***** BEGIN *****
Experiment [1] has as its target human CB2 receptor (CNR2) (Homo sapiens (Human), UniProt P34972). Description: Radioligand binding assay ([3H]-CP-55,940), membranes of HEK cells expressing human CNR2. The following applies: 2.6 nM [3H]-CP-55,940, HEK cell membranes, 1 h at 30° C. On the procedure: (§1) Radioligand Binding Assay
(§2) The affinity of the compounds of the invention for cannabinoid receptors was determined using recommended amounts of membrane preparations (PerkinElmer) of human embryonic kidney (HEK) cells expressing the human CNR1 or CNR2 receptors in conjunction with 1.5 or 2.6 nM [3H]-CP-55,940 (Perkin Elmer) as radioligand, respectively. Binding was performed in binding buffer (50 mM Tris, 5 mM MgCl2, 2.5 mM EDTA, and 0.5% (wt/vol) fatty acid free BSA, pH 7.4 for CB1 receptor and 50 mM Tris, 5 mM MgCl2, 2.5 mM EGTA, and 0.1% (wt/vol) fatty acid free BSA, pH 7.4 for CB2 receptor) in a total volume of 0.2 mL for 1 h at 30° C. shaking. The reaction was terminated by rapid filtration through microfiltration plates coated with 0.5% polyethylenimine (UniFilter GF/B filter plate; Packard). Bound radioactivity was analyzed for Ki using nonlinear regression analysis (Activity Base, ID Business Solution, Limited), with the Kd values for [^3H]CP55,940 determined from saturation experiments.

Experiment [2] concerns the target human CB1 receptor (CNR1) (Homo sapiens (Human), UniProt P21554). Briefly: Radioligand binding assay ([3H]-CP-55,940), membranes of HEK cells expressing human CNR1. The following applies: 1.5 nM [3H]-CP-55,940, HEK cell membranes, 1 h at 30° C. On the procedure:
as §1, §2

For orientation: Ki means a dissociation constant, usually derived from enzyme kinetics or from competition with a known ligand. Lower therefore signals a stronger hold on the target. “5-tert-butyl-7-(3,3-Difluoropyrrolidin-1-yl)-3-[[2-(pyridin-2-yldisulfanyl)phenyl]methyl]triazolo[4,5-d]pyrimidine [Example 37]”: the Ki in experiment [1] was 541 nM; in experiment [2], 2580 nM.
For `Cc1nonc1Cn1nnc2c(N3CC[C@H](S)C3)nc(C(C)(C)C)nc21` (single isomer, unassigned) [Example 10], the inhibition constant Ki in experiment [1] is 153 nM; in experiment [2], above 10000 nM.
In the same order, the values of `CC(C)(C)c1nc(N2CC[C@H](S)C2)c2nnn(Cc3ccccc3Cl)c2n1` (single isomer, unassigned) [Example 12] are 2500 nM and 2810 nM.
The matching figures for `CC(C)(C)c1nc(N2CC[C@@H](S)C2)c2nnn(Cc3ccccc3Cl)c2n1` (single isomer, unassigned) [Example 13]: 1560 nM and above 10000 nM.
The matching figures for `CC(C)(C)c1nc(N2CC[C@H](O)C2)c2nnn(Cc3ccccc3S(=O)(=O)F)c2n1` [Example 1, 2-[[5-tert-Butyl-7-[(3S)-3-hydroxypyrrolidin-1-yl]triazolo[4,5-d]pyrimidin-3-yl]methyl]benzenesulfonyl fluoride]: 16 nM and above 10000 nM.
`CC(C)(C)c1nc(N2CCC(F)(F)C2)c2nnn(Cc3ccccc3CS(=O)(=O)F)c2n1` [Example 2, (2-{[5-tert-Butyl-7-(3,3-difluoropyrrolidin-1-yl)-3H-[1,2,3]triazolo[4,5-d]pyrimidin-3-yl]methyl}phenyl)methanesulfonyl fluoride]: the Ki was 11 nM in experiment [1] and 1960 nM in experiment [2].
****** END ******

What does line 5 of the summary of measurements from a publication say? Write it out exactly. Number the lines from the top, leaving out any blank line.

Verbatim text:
For orientation: Ki means a dissociation constant, usually derived from enzyme kinetics or from competition with a known ligand. Lower therefore signals a stronger hold on the target. “5-tert-butyl-7-(3,3-Difluoropyrrolidin-1-yl)-3-[[2-(pyridin-2-yldisulfanyl)phenyl]methyl]triazolo[4,5-d]pyrimidine [Example 37]”: the Ki in experiment [1] was 541 nM; in experiment [2], 2580 nM.